Sunday, 14 November 2010

A comeback for the student radicals

It must seem like pretty small beer in a week when Aung San Suu Kyi finally walked free after twenty years under house arrest, but the opposition to higher tuition fees is showing signs of turning into the sort of student movement not seen in Britain since the sixties. Some people, buoyed up perhaps by utopian memories of the ‘summer of love’ see this as something to be welcomed, I’m not so sure.

One Wednesday the number of people who took to the streets of London to march in protest against the cuts took both the police and the National Union of Students (NUS) by surprise, the prediction was for 5000, on the day 50,000 turned up armed with placards. That might have been good news for the NUS had a small minority not grabbed the headlines by invading the headquarters of the Conservative Party located in Milbank Tower.

The ‘radicals’ behind this then gave their more reasonable fellow campaigners a further headache by attacking any criticism of the incident as ‘unrepresentative’ of their movement. They went on to say, in a statement given to the press and not endorsed by the NUS that they were willing to ‘fight to win’ and if that meant more broken windows and scuffles with the police so be it.

During the week students at Manchester University occupied a building on campus in protest at rising tuition fees and cuts to higher education funding and the science and technology fair at Cambridge was interrupted by angry protestors.

The official NUS position was to say that the rioting outside Milbank Tower was ‘shameful, disgraceful and counter productive’ and in doing so they were quite correct and almost certain to be ignored. A media keen to make its audience’s flesh crawl concentrated instead on the, again unofficial, statement made by lecturers at Goldsmith’s College praising the ‘magnificent anti-cuts demo’ and saying that the real violence being done was the ‘destructive impact of the cuts and privatization that will follow if tuition fees are increased.’

The authorities at Goldsmith’s distanced themselves from the comments saying they ‘in no way reflected’ the official view taken by the college. It was though too little said way too late, the media machine has started to spin and will only end its cycle when the overreaction is complete.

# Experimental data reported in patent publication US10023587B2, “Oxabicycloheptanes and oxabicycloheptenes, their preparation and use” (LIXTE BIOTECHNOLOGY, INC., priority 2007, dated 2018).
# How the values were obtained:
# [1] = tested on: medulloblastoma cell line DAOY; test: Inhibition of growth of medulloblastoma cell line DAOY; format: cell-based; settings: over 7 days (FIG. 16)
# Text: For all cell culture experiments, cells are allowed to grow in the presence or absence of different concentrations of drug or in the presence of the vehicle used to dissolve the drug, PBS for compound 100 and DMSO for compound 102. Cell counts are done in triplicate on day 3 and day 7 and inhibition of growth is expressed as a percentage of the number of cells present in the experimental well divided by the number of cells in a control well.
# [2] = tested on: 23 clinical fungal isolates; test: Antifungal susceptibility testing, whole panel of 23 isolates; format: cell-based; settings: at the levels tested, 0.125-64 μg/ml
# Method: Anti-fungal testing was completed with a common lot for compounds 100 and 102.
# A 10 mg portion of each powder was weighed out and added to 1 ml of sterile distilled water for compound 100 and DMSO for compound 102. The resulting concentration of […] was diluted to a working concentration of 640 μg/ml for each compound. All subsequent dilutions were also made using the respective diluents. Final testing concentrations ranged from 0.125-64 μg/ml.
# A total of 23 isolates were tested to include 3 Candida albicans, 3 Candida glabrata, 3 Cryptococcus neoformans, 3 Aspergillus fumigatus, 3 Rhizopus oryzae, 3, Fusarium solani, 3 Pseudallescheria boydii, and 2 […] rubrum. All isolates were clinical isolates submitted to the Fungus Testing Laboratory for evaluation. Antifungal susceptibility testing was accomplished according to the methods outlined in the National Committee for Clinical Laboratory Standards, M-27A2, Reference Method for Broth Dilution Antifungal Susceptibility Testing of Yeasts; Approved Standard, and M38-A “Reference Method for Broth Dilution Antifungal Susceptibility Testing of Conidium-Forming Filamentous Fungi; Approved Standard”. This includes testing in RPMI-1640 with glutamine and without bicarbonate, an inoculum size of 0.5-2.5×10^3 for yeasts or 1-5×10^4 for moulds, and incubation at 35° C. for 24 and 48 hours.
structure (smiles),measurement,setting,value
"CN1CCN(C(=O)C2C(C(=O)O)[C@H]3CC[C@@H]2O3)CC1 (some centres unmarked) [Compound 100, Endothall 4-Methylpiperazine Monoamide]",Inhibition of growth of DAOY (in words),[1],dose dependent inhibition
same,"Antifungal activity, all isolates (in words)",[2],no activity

There is no question that if tuition fees rise in line with government’s plans the thought of being in debt for decades will put many people from less affluent backgrounds from going to university, in the process depriving our country of much needed engineers, doctors and other professionals. In a world where the balance of economic and political power is shifting eastwards turning the university system into a playground for Sebastian Flyte and his chums is the last thing we need to do.

The thing is though direct action of the sort that took place on Wednesday only makes that outcome all the more likely. Protest has its place in a democracy, but it has to be peaceful and backed by a set of coherent alternative policies.

That, alas, is something the campaign against higher tuition fees conspicuously lacks. They’re long on outrage, as is the Labour Party which, in the shape of Harriet Harman standing in for Ed Milliband at PMQ’s this week, sought to pin Nick Clegg to the wall over his pre election opposition to putting fees up; but they constantly duck the difficult questions.

If raising tuition fees is wrong should taxes be put up instead? It’s a legitimate position, to invest in tomorrow you have to go without today, but a tough one to sell to the public. Maybe tuition fees are the lesser evil and more should be done to encourage companies and wealthy individuals to set up bursaries to help the less fortunate pay for their education?

I don’t have the answer to the questions asked above, but I do know how we might go about finding it and its got nothing to do with throwing rocks at police officers. It involves reasoned argument and a willingness to make compromises for the greater good; the nuts and bolts of effective democracy.

That will, undoubtedly, seem rather timid to the student radicals high on adrenaline and self righteousness, but without policies tested by reason the student movement, if that is what we saw born on Wednesday, will grind to a halt.

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